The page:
Signs of Spoiled Creatine
Let’s say you have a tub of expired creatine at home. It’s a few months past its ‘Best Before’ date, and you’re wondering if it’s still safe to consume.
The best thing you can do is examine the product for three physical changes that may indicate this creatine is no longer suitable to consume:
- Sour odor: as you open the tub, you may notice an unusual but strong odor. Good creatine doesn’t smell like anything unless it’s flavored.
- Bad taste: even if creatine doesn’t have a smell, it may develop a bad taste that makes it challenging to consume. Creatine doesn’t typically taste like anything (assuming it’s unflavored), so a change in taste is a sign you should dispose of it.
- Color change: creatine monohydrate is typically white. A rare sign that it’s gone bad could be discoloration.
Forming into clumps is also often considered a sign that creatine has gone bad. However, that’s typically not the case. It usually means the product has been exposed to small amounts of water (e.g., dipping a wet scoop inside).
However, it’s worth noting that these changes are unlikely to occur (especially the foul odor and taste) unless you’ve left the creatine tub open or the product mixed with some water, which may have promoted the spread of bacteria.
Safety Concerns with Expired Creatine
From what we know about creatine anecdotally and through research, the product appears safe even when expired unless it spoils (as described above).
It’s important to note that creatinine filtration occurs even when supplementing with fresh creatine (or simply living, as the body produces some creatine) because creatinine results from the breakdown of creatine in your muscles.
Taking expired creatine, where some part of it is converted to creatinine, likely means the product is less effective, though the difference is likely insignificant unless the product is well beyond (i.e., a few years) its expiration date.
Proper Creatine Storage and Its Impact
The following are the most essential tips to follow for optimal creatine storage:
- Close the lid or bag tightly after each use.
- Store it at room temperature, away from direct sunlight.
- Keep the creatine dry and away from moisture.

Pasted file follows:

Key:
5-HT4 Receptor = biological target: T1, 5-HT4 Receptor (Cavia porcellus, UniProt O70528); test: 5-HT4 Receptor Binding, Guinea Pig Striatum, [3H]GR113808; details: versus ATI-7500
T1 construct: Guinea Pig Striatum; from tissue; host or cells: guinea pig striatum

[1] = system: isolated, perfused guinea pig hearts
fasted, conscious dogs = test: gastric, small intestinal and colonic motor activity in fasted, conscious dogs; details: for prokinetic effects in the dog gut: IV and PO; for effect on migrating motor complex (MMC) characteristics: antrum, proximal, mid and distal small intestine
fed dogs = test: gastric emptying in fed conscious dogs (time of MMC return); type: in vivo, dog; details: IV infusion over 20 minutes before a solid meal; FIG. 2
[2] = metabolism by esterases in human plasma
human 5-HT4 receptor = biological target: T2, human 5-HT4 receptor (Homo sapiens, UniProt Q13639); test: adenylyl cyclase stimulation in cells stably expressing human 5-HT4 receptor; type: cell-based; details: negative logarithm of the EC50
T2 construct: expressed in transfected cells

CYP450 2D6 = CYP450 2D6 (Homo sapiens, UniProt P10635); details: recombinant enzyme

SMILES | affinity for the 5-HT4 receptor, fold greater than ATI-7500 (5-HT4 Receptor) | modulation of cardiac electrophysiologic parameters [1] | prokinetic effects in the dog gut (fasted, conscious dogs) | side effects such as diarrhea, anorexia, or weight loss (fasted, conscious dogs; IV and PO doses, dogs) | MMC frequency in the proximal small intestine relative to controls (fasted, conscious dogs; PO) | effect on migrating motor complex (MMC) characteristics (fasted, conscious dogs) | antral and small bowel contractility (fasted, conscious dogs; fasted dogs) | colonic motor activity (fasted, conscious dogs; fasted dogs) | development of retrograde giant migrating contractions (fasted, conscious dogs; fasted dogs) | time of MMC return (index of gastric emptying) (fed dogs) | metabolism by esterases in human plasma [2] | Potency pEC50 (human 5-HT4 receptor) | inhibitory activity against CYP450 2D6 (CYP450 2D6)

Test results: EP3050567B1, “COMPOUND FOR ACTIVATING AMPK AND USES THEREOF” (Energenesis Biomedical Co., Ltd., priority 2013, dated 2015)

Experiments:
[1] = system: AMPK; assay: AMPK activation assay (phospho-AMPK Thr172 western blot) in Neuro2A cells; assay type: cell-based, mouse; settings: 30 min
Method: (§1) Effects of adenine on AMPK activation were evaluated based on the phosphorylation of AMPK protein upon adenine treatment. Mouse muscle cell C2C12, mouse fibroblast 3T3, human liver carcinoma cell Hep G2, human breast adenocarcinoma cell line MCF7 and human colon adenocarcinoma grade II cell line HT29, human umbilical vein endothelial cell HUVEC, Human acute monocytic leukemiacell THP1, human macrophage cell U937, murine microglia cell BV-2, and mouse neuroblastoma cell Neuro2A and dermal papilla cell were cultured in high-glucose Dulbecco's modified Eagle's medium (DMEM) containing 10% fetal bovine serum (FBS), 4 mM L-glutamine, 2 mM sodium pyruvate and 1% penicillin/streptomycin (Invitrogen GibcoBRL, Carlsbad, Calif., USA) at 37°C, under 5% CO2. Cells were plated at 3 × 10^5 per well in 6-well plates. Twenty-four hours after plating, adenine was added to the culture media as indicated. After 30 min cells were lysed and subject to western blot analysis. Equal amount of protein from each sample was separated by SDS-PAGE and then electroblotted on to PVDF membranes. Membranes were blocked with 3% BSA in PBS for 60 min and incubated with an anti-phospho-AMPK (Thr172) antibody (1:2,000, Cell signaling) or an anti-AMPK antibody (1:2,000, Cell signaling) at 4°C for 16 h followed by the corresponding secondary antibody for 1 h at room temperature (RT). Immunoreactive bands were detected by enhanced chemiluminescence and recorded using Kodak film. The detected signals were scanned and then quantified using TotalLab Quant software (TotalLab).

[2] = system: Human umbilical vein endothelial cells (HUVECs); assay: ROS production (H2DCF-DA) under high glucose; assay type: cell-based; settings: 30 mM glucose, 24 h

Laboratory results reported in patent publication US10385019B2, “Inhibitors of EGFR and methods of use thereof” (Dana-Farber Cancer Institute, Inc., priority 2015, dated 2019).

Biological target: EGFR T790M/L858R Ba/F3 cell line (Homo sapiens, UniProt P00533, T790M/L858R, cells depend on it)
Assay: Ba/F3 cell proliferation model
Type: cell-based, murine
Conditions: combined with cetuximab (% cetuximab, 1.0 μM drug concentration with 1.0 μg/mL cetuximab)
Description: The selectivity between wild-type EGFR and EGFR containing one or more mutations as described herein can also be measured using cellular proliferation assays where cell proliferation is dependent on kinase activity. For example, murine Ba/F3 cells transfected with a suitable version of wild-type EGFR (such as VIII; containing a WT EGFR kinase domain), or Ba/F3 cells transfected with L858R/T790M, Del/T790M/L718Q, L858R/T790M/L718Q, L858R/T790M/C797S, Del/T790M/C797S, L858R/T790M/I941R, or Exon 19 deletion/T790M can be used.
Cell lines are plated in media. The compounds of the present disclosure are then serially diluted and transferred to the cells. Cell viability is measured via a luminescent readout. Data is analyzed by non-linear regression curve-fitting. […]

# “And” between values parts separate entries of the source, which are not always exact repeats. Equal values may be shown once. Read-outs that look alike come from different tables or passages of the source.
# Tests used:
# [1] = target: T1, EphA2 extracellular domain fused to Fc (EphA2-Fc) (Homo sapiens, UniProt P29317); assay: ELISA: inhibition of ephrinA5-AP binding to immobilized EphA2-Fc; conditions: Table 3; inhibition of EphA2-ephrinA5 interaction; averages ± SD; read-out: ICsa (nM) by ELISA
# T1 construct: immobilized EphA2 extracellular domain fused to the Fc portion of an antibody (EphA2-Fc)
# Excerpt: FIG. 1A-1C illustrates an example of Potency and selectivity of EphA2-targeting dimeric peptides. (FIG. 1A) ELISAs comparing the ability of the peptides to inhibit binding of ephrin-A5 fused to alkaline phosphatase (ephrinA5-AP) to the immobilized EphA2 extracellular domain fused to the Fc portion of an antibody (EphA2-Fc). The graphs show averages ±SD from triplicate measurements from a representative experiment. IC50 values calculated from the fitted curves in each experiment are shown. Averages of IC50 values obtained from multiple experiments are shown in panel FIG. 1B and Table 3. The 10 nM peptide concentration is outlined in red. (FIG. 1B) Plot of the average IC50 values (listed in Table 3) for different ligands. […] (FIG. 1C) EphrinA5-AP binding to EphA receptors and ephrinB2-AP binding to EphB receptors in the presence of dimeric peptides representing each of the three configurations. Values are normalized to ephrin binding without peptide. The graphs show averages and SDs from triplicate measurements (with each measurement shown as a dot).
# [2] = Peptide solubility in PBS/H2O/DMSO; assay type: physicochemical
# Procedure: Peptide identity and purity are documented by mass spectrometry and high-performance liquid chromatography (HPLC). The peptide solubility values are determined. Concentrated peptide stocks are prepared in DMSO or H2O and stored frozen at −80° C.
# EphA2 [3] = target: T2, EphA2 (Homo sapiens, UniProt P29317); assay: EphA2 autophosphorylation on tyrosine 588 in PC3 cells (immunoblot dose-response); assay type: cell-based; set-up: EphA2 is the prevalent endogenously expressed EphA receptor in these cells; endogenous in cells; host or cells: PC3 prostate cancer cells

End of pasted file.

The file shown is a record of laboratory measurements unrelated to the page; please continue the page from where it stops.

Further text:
- When using the scoop, don’t dip it in liquids.
Leaving the creatine container open and exposing the powder to liquid are likely two of the biggest mistakes that cause the product to expire early.
According to one paper, creatine dissolves into creatinine within days of being mixed with water.
As we saw from previous research, temperature also plays a role in the stability of the product.
However, given the extreme stability of monohydrate, it’s likely to last three or more years even at higher temperatures (far above room temperature).
Other types of creatine may be more likely to spoil at high temperatures.
Regulatory Guidelines on Creatine Expiration
The Food and Drug Administration (FDA) and European Food Safety Authority (EFSA) don’t have a specific stance on supplement expiration dates, including whether it’s safe to take expired creatine.
However, their stance on expired food and medicine can offer some insight. For instance, the FDA has written the following on the use of expired pharmaceuticals:
“The expiration date can be found printed on the label or stamped onto the bottle or carton, sometimes following “EXP.” It is important to know and stick to the expiration date on your medicine. Using expired medical products is risky and possibly harmful to your health.”
“Expired medical products can be less effective or risky due to a change in chemical composition or a decrease in strength.”